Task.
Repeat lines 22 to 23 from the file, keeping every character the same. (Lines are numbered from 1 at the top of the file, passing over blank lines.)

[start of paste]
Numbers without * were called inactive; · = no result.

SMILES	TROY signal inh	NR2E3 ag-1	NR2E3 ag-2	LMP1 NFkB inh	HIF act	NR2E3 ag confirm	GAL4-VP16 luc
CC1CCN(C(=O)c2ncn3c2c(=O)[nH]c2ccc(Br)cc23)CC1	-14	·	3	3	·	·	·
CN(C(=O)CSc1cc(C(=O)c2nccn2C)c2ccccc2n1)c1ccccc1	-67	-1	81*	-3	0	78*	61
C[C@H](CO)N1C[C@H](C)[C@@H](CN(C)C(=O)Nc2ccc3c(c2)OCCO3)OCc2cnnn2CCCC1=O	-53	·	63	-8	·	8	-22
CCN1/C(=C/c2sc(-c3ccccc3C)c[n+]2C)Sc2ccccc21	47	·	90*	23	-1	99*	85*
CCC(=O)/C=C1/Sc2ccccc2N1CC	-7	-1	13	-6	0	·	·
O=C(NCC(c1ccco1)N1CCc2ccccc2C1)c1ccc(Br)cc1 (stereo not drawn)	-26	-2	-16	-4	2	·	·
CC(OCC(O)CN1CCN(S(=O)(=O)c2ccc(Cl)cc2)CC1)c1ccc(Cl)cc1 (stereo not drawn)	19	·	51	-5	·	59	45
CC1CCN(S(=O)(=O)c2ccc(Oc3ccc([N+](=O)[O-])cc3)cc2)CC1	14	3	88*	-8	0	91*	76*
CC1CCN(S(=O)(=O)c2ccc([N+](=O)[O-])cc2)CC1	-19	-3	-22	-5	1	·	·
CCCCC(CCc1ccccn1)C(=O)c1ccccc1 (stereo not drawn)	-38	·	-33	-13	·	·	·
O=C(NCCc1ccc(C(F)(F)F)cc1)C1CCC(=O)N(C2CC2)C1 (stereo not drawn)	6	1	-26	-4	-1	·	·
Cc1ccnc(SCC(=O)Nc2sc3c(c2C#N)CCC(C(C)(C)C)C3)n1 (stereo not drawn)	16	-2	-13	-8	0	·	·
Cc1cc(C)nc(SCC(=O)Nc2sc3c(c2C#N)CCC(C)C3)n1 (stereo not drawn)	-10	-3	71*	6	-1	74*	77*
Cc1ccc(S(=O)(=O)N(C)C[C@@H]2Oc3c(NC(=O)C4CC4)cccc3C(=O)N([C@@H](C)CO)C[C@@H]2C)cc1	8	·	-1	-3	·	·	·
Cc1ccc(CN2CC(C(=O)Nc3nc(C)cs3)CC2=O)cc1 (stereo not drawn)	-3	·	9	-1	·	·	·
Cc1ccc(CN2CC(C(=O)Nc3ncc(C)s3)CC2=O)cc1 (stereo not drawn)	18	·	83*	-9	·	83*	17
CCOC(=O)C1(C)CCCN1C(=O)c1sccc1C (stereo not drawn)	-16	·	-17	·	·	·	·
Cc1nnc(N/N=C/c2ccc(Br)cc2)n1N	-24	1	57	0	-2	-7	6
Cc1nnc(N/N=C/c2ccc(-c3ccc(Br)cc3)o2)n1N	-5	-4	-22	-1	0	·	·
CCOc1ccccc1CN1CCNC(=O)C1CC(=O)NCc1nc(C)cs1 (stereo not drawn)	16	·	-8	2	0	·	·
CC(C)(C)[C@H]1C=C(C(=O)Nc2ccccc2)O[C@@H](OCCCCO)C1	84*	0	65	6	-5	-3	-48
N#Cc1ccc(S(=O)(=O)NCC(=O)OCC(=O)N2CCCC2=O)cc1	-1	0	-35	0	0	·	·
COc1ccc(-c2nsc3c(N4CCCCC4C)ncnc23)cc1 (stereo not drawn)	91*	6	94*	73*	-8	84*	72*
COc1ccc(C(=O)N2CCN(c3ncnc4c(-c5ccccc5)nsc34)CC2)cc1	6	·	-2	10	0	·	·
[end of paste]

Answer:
CCOc1ccccc1CN1CCNC(=O)C1CC(=O)NCc1nc(C)cs1 (stereo not drawn)	16	·	-8	2	0	·	·
CC(C)(C)[C@H]1C=C(C(=O)Nc2ccccc2)O[C@@H](OCCCCO)C1	84*	0	65	6	-5	-3	-48